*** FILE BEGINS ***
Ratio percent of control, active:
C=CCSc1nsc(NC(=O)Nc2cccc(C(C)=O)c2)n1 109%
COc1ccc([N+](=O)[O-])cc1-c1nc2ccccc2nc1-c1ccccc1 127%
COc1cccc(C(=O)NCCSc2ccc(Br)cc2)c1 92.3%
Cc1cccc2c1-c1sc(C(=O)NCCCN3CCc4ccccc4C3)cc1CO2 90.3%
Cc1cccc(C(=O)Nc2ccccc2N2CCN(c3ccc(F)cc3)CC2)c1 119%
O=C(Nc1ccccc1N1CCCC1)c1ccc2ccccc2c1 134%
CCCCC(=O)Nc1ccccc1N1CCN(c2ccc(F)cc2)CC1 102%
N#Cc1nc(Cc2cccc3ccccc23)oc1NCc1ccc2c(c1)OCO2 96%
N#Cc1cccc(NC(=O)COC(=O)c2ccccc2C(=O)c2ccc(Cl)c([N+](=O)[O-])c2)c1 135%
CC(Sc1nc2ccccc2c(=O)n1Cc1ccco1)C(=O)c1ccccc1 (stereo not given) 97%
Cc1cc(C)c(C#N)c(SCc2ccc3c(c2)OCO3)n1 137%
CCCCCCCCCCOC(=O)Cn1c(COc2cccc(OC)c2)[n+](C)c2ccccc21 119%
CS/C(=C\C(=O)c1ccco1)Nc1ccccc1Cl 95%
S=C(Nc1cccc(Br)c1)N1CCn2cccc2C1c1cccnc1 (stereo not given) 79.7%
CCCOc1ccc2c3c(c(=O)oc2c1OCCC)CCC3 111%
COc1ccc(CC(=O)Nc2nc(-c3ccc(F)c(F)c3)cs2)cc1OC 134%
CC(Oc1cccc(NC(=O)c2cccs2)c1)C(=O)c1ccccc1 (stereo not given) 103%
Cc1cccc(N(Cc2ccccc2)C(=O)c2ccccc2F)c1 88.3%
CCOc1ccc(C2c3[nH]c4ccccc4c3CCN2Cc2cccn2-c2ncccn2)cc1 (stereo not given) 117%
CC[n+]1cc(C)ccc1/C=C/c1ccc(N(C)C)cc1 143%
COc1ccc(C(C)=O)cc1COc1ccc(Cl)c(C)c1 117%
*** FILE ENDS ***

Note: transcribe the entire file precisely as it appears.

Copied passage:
Ratio percent of control, active:
C=CCSc1nsc(NC(=O)Nc2cccc(C(C)=O)c2)n1 109%
COc1ccc([N+](=O)[O-])cc1-c1nc2ccccc2nc1-c1ccccc1 127%
COc1cccc(C(=O)NCCSc2ccc(Br)cc2)c1 92.3%
Cc1cccc2c1-c1sc(C(=O)NCCCN3CCc4ccccc4C3)cc1CO2 90.3%
Cc1cccc(C(=O)Nc2ccccc2N2CCN(c3ccc(F)cc3)CC2)c1 119%
O=C(Nc1ccccc1N1CCCC1)c1ccc2ccccc2c1 134%
CCCCC(=O)Nc1ccccc1N1CCN(c2ccc(F)cc2)CC1 102%
N#Cc1nc(Cc2cccc3ccccc23)oc1NCc1ccc2c(c1)OCO2 96%
N#Cc1cccc(NC(=O)COC(=O)c2ccccc2C(=O)c2ccc(Cl)c([N+](=O)[O-])c2)c1 135%
CC(Sc1nc2ccccc2c(=O)n1Cc1ccco1)C(=O)c1ccccc1 (stereo not given) 97%
Cc1cc(C)c(C#N)c(SCc2ccc3c(c2)OCO3)n1 137%
CCCCCCCCCCOC(=O)Cn1c(COc2cccc(OC)c2)[n+](C)c2ccccc21 119%
CS/C(=C\C(=O)c1ccco1)Nc1ccccc1Cl 95%
S=C(Nc1cccc(Br)c1)N1CCn2cccc2C1c1cccnc1 (stereo not given) 79.7%
CCCOc1ccc2c3c(c(=O)oc2c1OCCC)CCC3 111%
COc1ccc(CC(=O)Nc2nc(-c3ccc(F)c(F)c3)cs2)cc1OC 134%
CC(Oc1cccc(NC(=O)c2cccs2)c1)C(=O)c1ccccc1 (stereo not given) 103%
Cc1cccc(N(Cc2ccccc2)C(=O)c2ccccc2F)c1 88.3%
CCOc1ccc(C2c3[nH]c4ccccc4c3CCN2Cc2cccn2-c2ncccn2)cc1 (stereo not given) 117%
CC[n+]1cc(C)ccc1/C=C/c1ccc(N(C)C)cc1 143%
COc1ccc(C(C)=O)cc1COc1ccc(Cl)c(C)c1 117%